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  2. Eternity is Written on Our Hearts

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    This is our last week with Shane Falco and Jimmy McGinty.  We watched as Shane changed.  He was a boat washer who wanted to be forgotten, a man who had lost his heart.  Now he is a leader and a quarterback who wanted the ball in his hands with the game on the line.  This sort of transition is one I hope we all go through.

    As Falco is leading his team down the field in the second half of the final game, he looks in the huddle.  His teammates are exhausted and hurting from the physicality of the match.  He tells them, “I wish I could say something classy and inspirational, but that just wouldn’t be our style.  Pain heals.  Chicks dig scars.  Glory…lasts forever.” 

    I find this theme recurring in movies and real life.  Early on in the film Gladiator, General Maximus spoke to his troops before a battle.  As they stood in formation ready to unleash hell, he reminded them, “Brothers, what we do in life echoes in eternity.”  Each soldier would make a difference in the outcome of the battle. 

    Steve Jobs, the founder of Apple, once said, “We’re here to put a dent in the universe.  Otherwise why else even be here?”  He wanted to make a difference and change the world he lived in.  It was the driving purpose in everything he did. 

    This concept goes as far back as the Bible.  Ecclesiastes 3:11 tells us that God “has set eternity in the human heart.”  No matter what pain, adversity or hopeless odds we face, our hearts are drawn to things that will last.  It is in our DNA.

    We recognize the reality of this theme by the way our hearts resonate and respond to this call.  We also find ourselves struggling with the execution of this desire.  How do we make a dent in the universe?  It’s great for Steve Jobs to say, he ran Apple.  All I do is run my kids to school and practice.  I’m no quarterback or leader of hundreds of men.  What difference can I have that will last forever?

    One way I have tried to align my life with eternity is to look at those things that only I can do.  I mean, I do a lot of things and have many roles.  Father, husband, brother, son, friend.  Teacher, instructor, nurse, writer, speaker.  I can easily fill my time with activities so that I am always busy.  Lead a small group?  Sure.  Attend this meeting?  No problem.  Before I know it, my time is booked with activities, but I lose track of the meaning.  Every time I say yes to something, I am saying no to something else.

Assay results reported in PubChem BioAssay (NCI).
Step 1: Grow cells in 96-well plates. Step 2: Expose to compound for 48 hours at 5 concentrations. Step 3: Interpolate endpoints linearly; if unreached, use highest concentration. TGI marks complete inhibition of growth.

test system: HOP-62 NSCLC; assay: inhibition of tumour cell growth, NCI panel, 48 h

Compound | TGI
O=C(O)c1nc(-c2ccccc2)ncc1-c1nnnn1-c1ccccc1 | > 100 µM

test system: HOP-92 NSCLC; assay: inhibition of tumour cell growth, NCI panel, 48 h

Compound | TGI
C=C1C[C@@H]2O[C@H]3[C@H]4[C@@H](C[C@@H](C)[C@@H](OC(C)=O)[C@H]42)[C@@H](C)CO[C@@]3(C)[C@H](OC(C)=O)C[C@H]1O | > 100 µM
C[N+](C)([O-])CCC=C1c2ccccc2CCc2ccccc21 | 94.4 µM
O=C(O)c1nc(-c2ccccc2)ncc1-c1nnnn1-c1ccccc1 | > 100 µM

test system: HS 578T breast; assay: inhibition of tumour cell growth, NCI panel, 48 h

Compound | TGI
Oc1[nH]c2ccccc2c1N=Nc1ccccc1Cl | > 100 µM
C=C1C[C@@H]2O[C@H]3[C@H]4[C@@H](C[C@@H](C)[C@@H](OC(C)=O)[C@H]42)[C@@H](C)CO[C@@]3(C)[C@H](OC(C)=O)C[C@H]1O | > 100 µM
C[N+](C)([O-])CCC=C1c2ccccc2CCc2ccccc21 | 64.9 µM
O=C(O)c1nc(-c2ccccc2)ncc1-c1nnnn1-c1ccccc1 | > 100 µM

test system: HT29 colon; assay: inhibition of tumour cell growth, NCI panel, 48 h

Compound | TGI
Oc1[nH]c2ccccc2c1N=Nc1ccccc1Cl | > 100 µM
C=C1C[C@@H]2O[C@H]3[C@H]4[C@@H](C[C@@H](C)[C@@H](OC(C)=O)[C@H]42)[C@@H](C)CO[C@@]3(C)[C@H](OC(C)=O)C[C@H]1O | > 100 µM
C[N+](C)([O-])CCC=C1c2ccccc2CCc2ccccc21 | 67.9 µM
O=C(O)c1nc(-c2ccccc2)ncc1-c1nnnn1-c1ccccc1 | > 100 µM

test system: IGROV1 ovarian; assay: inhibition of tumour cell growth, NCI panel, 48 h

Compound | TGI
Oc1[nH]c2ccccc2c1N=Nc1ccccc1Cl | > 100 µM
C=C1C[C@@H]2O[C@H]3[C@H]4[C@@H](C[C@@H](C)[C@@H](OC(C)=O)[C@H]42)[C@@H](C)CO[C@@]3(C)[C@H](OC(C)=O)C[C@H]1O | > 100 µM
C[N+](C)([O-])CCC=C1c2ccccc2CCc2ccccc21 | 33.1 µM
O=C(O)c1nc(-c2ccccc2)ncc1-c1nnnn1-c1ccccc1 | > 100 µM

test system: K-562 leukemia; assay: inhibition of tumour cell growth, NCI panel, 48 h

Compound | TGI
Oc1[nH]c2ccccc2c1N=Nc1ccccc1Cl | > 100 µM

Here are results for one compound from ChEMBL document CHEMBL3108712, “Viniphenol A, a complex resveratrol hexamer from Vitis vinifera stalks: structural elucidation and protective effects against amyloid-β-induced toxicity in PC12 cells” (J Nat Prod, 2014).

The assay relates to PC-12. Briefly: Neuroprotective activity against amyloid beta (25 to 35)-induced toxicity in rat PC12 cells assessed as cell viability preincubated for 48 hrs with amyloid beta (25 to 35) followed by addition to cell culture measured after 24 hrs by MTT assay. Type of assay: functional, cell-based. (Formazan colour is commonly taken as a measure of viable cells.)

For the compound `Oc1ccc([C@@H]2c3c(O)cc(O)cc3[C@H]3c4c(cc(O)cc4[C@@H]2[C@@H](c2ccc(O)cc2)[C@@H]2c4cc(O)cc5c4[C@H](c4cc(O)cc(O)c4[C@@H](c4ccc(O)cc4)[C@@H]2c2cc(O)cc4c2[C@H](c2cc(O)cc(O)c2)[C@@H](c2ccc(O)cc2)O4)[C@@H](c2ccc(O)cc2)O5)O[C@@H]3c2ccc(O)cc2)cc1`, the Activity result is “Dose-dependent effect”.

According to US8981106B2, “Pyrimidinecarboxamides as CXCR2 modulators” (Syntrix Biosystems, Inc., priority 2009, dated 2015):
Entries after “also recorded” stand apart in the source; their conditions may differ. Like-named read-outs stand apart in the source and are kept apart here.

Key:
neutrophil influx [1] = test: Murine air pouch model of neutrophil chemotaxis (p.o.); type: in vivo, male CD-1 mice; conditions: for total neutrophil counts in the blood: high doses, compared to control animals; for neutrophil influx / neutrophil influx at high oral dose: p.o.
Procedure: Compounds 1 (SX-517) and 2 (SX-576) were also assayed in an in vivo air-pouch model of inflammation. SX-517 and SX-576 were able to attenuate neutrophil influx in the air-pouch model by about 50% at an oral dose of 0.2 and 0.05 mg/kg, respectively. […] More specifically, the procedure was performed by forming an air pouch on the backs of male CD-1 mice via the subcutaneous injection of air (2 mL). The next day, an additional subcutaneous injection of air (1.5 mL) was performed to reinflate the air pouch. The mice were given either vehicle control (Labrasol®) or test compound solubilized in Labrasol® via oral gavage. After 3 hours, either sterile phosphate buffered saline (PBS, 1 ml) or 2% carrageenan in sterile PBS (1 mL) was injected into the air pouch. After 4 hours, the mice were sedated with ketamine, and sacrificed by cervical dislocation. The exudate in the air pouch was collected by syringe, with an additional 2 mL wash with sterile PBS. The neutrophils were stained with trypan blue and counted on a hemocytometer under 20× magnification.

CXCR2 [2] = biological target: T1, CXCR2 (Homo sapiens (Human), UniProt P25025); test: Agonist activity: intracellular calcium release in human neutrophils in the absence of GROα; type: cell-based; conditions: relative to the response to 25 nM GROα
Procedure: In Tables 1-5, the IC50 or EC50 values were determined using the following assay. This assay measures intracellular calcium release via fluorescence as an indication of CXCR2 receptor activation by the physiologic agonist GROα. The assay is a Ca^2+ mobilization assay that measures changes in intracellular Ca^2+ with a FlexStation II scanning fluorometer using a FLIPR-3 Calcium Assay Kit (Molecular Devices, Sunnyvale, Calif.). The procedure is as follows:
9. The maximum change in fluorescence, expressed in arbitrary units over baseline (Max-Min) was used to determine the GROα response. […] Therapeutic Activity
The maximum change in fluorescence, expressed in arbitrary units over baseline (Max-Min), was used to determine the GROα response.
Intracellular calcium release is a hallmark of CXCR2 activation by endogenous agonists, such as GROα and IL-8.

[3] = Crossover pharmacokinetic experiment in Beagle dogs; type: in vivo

It’s important to go back to the question: What am I doing that only I can do?  I am the only man who can husband my wife.  I am the only one who can father my children.  I have been given gifts and abilities to succeed in my calling.  Those areas should be a priority and take precedence over anything else.  What does that look like?  That means I have a choice to make and I ensure that the most important roles take priority and guide my decisions.

    As men, we get trapped thinking we always have to do something or appear a certain way.  “I have to go here and do this because it’s expected.”  Just because we are expected to do something doesn’t mean it matters in eternity. 

    Investigate your life.  Identify those things that ONLY you can do.  What is your critical mission, your top priorities?  Are you giving enough time and energy to those areas?  It will be hard.  We feel important and involved, and we wonder where we stand or what people will think if we say no. 

    Remember what matters.  You have a role that can only be filled by you.  You have a calling that only you can do.  Eternity resides in your heart.  Follow it.

    About the Author

    Paul McDonald is a writer who shares the story of God’s victory in his life at The Original PMcD.  He lives in Charlotte with his wife, who have four children between them.  He loves corny comedies and knows way too many movie quotes.